Our second part of the greatest bridges in the world takes us to Asia and Europe and we see even more amazing structures that span iconic rivers and bays. The first of our bridges featured is in China and it is the awesome Tsing Ma bridge that is in Hong Kong.
Tsing Ma Bridge – Hong Kong
The Tsing Ma Bridge is a phenomenal feat of engineering, at one time it was the second largest suspension bridge in the world. It is remarkable as it features two decks for both rail and road traffic and for this reason it is still the largest dual-purpose suspension bridge on the planet. The huge upper deck is capable of carrying six lanes of traffic, whilst underneath there are two rail tracks and a further two road lanes. These two sheltered lanes are used when it is typhoon season and the top deck is forced to close.
Ponte Vecchio – Florence
The Ponte Veccio could be straight out of a William Shakespeare’s play, the medieval masterpiece could be a perfect place for one of the Bard’s complicated plots. The bridge spans the river Arno in spectacular Florence and is famous for its old buildings and shops that adorn it. Its rich history dates back to Roman times and it has seen many colourful periods of history as the Arno slips silently below it. Adolf Hitler intervened in WW II, so the Luftwaffe did not destroy it with their bombing raids.
Sydney Harbour Bridge – Sydney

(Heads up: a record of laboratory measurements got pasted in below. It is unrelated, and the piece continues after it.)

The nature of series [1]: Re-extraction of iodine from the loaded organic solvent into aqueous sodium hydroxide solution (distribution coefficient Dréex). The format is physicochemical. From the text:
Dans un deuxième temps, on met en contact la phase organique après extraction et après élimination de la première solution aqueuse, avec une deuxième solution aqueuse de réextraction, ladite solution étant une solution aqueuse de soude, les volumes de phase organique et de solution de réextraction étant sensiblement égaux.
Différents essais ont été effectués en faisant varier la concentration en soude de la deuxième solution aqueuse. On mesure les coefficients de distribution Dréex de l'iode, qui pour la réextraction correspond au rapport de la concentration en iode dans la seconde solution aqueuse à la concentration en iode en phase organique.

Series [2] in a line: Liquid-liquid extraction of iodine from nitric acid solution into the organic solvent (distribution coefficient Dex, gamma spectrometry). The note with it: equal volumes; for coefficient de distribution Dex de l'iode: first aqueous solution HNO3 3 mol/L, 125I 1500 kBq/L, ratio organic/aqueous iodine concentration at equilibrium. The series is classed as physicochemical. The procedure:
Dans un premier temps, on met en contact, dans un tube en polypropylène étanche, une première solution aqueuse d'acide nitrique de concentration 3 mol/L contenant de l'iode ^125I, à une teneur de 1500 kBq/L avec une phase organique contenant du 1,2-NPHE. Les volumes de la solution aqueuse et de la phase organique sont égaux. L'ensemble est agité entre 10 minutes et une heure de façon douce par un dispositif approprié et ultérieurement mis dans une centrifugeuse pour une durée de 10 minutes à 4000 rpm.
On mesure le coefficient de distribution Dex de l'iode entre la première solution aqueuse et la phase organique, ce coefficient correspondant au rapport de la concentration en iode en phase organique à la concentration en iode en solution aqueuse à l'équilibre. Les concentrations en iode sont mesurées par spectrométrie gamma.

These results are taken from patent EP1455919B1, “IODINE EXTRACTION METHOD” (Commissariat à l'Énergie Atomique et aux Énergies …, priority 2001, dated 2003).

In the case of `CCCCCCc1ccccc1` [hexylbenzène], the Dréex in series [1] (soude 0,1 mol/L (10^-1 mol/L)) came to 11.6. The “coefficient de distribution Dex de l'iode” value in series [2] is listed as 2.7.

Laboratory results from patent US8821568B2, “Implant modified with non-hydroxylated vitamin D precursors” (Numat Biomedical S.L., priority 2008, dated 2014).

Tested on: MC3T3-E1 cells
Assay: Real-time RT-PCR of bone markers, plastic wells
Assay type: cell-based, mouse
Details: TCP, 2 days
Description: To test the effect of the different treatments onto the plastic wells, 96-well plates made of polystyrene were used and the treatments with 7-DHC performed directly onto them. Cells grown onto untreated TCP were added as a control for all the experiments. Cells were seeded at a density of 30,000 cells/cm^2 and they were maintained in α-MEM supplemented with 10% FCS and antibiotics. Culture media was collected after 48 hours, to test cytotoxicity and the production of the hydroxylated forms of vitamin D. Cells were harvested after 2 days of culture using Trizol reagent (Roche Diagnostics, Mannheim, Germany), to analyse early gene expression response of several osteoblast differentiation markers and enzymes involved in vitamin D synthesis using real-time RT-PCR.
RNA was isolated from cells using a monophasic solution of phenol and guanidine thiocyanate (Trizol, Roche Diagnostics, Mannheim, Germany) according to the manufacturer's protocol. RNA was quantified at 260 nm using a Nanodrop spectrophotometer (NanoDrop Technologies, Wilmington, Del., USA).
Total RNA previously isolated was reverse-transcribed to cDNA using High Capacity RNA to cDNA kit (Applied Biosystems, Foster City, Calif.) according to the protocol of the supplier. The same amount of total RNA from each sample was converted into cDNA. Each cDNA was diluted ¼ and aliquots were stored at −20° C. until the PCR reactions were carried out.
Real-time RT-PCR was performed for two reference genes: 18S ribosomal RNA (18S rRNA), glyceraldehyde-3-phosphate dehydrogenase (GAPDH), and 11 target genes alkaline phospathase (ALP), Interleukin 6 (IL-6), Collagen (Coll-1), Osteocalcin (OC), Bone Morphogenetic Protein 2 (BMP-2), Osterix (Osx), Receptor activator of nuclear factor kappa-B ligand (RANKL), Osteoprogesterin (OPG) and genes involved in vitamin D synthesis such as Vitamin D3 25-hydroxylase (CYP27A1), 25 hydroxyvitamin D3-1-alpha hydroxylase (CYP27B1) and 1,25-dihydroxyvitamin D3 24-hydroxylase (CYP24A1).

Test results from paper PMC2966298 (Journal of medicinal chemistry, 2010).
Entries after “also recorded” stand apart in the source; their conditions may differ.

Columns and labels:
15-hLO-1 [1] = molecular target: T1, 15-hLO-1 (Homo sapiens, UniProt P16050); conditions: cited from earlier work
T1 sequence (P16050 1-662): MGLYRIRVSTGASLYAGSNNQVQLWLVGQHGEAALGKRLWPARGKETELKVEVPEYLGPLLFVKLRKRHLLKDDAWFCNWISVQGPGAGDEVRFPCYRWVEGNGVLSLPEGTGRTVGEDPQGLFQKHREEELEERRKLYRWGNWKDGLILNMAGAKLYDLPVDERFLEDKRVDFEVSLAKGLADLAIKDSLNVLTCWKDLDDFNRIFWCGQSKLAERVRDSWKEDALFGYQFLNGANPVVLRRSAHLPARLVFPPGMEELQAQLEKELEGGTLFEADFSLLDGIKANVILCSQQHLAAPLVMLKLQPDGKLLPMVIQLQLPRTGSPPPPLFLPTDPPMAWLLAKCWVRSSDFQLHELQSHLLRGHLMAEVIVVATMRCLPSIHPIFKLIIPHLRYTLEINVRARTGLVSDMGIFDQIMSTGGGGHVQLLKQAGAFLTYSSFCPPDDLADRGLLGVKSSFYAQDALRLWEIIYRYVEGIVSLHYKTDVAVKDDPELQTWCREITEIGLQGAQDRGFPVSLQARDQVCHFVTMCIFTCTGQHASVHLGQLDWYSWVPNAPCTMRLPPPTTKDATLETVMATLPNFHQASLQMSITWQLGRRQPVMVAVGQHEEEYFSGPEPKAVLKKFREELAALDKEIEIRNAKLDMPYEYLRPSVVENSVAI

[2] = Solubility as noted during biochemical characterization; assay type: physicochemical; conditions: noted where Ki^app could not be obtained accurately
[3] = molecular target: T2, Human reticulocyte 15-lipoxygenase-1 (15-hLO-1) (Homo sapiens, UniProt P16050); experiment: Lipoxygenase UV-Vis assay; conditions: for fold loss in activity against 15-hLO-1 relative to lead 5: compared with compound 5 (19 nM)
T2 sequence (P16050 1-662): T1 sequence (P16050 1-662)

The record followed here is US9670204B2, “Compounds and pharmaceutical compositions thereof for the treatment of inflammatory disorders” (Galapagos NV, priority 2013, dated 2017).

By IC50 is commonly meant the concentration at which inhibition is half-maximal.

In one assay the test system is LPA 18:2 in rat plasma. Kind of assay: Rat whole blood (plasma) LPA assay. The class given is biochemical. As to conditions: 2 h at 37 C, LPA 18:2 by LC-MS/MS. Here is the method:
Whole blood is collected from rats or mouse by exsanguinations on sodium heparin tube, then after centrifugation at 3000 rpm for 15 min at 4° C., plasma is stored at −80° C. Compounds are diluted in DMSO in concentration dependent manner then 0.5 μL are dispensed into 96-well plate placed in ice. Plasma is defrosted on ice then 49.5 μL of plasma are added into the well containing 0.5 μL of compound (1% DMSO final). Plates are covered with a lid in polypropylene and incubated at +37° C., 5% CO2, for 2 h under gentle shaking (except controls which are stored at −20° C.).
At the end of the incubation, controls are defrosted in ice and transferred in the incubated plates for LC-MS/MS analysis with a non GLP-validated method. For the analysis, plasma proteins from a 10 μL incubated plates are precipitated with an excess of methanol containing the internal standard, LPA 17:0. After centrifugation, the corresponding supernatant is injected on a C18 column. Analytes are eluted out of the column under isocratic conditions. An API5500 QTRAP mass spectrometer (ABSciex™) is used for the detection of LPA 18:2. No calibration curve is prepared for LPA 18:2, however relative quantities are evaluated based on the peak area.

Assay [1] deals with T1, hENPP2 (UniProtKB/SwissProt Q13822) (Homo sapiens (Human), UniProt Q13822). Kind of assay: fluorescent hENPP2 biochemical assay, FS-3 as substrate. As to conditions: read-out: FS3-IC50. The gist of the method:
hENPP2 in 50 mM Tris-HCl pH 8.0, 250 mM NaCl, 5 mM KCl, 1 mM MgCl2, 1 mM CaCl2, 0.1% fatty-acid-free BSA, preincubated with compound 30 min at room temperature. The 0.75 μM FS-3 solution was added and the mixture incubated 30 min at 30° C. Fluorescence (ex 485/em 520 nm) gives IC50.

Sydney Harbour contains some of the most iconic buildings and pieces of architecture in Australia, and the impressive Sydney Harbour Bridge is certainly one of them. Nicknamed the coathanger by locals, the bridge commands excellent views of the harbour as well as being one of the most captivating sights itself. The bridge was completed in 1932 and is the sixth longest spanning-arch construction in the world, it also has the widest long-span and has the tallest spanning arch. Most people instantly recognize it as it is widely shown on TV at New Year as part of Sydney’s world class firework display.
Brooklyn Bridge – New York
Our final bridge is Brooklyn Bridge which majestically spans the East River, and is highly distinctive due to its Gothic-like granite arches. It links two parts of New York together, Brooklyn and Manhattan and carries road and foot traffic for tourists and commuters alike. It took just under fifteen years to build and cost the lives of many construction workers as they struggled erecting the piles into the river bed. The bridge carries just as much traffic today as when it was built over a hundred and twenty-five years ago. The Brooklyn Bridge is as much a part of New York’s skyline as the Empire State Building, and many visitors walk over it to get fantastic views of Manhattan.
These iconic bridges are more than just construction and architectural wonders, they are statements by mankind that it can conquer all obstacles. These fantastic pieces of engineering have encapsulated the will of the people and have become integral to the areas that they have been built, identifying the cities and the people that live in them.